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UKSolicitorJA
UKSolicitorJA, Solicitor
Category: Law
Satisfied Customers: 4312
Experience:  English solicitor with over 12 years experience
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Hi, I am a Plant and Machinery dealer who sells Mowers - ATVs

Customer Question

Hi, I am a Plant and Machinery dealer who sells Mowers - ATV's - Dumpers and Diggers etc, we mainly sell to other Businesses as 99% of our customers are vat registered and want to claim it back, they are not all in the same line of business but they buy the machines to be used for their business, we do not offer warranties, as the nature of the business item's we sell means they normally get a Bashing, what amount of time is it before a Business customer can come back with a problem and want money back or reimbursement for a problem, I have 2 very good replies on here but they are both different, on our invoice we say no warranties implied or given, sold as is where is, any inspection welcome,

Submitted: 3 years ago.
Category: Law
Expert:  UKSolicitorJA replied 3 years ago.
Hello,

The amount of time is as follows

6 years under the Sale of Goods Act to make a claim. The buyer does not need to prove that the machines were faulty during the first 6 months of purchase, after 6 months up to 6 years, they have the burden of proof to show that the goods were faulty.

Your problem is that the businesses who are purchasing from you use the machines for their business so are treated as consumers and therefore covered by the Sale of Goods Act.

I would draw your attention to this article which explains the legal position
http://www.e-lawresources.co.uk/Statutory-implied-terms.php

You may also contact your local trading standards for clarification.

Hope this helps


Customer: replied 3 years ago.

I am blown away, I have just been speaking to someone on here for half an hour and they said, Business to Business the buyers carry the risk themselves, Business users don't have the same rights as a private customer

Expert:  UKSolicitorJA replied 3 years ago.
It is a complex area of law. If your business is using the goods for their own use, they may be seen as consumers and therefore protected. Only the courts may provide a definitive ruling in your case, we can only express our opinions here.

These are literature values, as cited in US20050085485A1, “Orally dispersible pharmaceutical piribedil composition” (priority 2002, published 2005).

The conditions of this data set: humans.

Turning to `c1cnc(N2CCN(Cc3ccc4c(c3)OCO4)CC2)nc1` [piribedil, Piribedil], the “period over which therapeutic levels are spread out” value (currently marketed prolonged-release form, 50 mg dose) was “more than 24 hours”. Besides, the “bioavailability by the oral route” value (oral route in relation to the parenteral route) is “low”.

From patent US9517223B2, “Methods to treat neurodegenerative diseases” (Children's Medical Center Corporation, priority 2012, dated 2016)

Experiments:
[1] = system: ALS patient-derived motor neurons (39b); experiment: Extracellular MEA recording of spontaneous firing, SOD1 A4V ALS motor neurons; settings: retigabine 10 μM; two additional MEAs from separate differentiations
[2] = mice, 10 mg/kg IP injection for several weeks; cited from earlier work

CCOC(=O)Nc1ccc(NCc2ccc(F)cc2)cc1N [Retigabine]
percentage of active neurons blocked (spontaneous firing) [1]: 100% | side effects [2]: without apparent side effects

Customer: replied 3 years ago.

I understand its only opinions, but after looking at the Law it seem's almost impossible that a Business could sell a secondhand machine to a customer after a lot of haggling, take a small profit in relation to the machines worth, and months later the customer who has not looked after the machine but with no visual abuse can come back and ask for a refund, after agreeing to the business terms and conditions, is that not a kick in the teeth to every dealer regardless of profit margins

Expert:  UKSolicitorJA replied 3 years ago.
It sure is and the law can be an ass unfortunately.

Sorry, but I can only advise you on my understanding of the law. I do not make the law nor am I a court.
UKSolicitorJA, Solicitor
Category: Law
Satisfied Customers: 4312
Experience: English solicitor with over 12 years experience
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Expert:  Ben Jones replied 3 years ago.
A consumer is not someone who buys for a business, the SGA defines a consumer contract for its purposes' in the same way as the Unfair Contract Terms Act 1977, s 25(1) - "consumer contract means a contract in which —(a) one party to the contract deals, and the other party to the contract (“the consumer”) does not deal or hold himself out as dealing, in the course of a business" or subject to other restrictions "the goods are of a type ordinarily supplied for private use or consumption". Industrial equipment such as in this case is quite unlikely to be seen as being ordinarily sold for private use and also the type of contract to which this part applies would not fit in here.